Which is more secure?

Which computer is more secure? "Mac!" says the dedicated Macintosh user. Or is it computers with the new Windows OS? Or are they both equally likely to have security problems?

There is a lot of debate in the security industry regarding which platform is more secure.

Many people assume that the Mac is so secure - perhaps because they have heard of people that have experienced security failures under Windows. Others say that the the Mac is just as insecure as Windows, if not more so.

The LanceJ Security Test

I propose the following simple test that can be used to measure which platform is more secure from the vantage point of the public.
  1. Buy a quantity of new, stock Windows 7 and Macintosh computers from a retailer. For example, buy 5 new Mac Minis and 5 new Windows 7 HP desktops from BestBuy.
  2. Distribute each of the sealed, boxed computers to a regular, randomly selected family. Give each of those families identical, stock internet access via, say, Comcast. Tell the families to set up the computers and use them in their homes.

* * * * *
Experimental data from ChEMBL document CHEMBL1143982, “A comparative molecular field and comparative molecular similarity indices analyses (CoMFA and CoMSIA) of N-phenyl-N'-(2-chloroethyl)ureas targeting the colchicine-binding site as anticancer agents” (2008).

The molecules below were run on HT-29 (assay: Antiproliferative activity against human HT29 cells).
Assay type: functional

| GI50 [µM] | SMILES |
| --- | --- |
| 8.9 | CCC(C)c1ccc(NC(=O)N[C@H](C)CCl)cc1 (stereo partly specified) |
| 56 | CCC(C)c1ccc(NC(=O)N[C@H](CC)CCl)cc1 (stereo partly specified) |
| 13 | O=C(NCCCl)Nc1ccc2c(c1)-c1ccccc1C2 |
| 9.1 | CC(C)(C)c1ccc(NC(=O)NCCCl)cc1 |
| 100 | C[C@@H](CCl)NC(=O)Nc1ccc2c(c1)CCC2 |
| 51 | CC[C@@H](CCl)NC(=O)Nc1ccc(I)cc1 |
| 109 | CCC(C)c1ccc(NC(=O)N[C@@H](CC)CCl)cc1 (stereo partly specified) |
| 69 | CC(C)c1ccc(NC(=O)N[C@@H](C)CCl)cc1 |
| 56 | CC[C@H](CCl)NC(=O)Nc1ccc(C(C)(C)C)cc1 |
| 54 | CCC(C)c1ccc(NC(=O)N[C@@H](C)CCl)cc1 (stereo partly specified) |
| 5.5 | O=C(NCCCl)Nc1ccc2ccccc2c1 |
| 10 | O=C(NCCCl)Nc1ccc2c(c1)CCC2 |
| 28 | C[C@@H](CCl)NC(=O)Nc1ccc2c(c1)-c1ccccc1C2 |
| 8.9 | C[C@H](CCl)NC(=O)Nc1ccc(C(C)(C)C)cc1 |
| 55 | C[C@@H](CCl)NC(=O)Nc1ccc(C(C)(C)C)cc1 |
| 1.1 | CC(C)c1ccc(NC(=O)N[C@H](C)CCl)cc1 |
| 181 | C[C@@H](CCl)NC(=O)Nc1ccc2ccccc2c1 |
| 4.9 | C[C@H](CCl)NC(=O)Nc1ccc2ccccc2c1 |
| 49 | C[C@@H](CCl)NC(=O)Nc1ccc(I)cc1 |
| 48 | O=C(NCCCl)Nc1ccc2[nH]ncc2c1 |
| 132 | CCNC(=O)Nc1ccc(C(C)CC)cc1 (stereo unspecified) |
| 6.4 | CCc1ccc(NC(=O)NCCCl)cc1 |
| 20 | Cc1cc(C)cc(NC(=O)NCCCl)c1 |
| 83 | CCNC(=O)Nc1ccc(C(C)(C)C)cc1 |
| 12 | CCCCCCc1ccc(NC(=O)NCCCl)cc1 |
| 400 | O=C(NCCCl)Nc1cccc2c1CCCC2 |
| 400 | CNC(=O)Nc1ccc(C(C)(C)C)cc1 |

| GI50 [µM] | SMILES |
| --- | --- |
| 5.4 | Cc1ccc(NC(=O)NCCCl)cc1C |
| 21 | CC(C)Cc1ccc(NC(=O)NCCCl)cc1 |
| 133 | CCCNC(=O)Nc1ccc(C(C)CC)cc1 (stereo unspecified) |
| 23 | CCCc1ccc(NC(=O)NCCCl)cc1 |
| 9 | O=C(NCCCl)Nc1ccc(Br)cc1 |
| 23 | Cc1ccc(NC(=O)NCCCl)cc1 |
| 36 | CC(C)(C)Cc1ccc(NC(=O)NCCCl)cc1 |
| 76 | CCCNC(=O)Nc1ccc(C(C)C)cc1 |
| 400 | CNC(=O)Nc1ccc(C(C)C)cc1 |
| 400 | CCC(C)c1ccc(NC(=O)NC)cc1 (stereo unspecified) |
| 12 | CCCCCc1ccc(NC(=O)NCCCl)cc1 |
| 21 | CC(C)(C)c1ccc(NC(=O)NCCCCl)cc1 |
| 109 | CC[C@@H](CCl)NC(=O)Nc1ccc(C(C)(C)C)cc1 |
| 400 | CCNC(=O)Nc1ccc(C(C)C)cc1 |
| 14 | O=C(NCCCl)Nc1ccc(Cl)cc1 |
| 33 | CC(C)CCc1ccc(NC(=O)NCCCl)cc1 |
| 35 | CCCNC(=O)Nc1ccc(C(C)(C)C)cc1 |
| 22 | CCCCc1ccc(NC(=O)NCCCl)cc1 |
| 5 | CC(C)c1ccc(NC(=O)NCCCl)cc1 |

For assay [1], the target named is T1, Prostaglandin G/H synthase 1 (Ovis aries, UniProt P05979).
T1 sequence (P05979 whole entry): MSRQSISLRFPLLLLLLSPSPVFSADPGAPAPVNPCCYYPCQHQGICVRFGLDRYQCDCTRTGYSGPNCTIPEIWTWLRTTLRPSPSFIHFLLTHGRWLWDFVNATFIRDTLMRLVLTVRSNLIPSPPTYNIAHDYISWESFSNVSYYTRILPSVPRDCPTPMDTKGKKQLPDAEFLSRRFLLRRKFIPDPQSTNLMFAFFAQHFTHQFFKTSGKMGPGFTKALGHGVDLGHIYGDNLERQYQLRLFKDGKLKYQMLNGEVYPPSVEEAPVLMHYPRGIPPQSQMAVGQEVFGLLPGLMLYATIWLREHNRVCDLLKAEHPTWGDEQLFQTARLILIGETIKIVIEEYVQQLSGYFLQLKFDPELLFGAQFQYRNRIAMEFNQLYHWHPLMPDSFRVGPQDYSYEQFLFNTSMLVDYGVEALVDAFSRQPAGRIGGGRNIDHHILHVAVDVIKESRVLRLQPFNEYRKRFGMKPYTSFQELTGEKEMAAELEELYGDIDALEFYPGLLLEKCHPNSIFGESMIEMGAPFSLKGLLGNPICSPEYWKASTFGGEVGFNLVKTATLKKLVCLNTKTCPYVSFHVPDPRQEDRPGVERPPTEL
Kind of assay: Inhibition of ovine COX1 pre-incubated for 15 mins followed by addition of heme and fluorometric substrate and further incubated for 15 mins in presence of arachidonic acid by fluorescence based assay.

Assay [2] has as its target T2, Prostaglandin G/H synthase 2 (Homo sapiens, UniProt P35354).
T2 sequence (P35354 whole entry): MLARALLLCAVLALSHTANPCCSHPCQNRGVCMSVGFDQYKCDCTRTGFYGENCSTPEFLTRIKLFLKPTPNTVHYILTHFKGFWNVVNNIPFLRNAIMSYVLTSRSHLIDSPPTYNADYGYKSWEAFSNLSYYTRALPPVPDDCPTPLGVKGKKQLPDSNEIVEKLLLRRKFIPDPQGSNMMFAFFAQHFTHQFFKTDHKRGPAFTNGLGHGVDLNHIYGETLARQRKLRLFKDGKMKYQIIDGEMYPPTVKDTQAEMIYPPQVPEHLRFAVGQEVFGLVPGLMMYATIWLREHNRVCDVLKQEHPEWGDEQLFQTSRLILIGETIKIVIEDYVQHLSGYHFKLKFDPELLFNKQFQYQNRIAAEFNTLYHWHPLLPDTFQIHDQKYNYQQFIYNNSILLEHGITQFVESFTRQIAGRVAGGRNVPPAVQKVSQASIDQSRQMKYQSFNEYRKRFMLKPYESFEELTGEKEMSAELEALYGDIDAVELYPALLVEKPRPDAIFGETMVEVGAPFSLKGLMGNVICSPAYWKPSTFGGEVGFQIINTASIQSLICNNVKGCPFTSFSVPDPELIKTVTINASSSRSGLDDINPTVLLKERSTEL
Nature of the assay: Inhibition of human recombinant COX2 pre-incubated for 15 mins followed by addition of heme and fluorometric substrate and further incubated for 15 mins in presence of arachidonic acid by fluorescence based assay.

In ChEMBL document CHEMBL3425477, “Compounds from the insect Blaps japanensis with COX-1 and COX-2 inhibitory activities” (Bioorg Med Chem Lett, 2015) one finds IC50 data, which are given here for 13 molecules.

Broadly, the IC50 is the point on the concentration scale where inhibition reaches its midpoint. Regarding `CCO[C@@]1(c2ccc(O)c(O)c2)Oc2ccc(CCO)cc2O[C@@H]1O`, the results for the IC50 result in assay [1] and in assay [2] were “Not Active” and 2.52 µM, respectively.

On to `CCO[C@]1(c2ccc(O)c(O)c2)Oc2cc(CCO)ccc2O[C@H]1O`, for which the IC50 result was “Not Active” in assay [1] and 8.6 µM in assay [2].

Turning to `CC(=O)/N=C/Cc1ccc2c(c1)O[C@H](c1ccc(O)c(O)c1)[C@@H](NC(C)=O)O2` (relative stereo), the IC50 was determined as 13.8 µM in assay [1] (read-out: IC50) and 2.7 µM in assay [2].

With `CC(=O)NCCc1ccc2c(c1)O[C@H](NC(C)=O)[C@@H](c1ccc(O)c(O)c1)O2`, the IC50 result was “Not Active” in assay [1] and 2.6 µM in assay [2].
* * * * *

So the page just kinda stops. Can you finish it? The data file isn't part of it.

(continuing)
3. Collect the computers after a set amount of time - perhaps 6 months.
  4. Count the number of machines that have been compromised.
The platform with the fewer detected compromises was generally less likely to be a security problem to its user during the course of the study.


Clearly such a study wouldn't measure all aspects of security. For example:
  1. It doesn't count compromises that are not or cannot be detected.
  2. It doesn't count potential OS vulnerabilities, phishing attack vulnerabilities, etc.
  3. It doesn't measure security compromises of the future.
Perhaps a security researcher could devise a way to accurately count these other data.

Other Approaches

Another simple approach to measuring "platform security" could be pursued by the general purpose "computer repair shop". As new customers come in, measure the number of computers requiring repair due to security failures. However, it seems that a research project based on "repair shop" data would be complicated. Should the age of the computers be considered? And how does one consider the flawed machines with non-security related failures?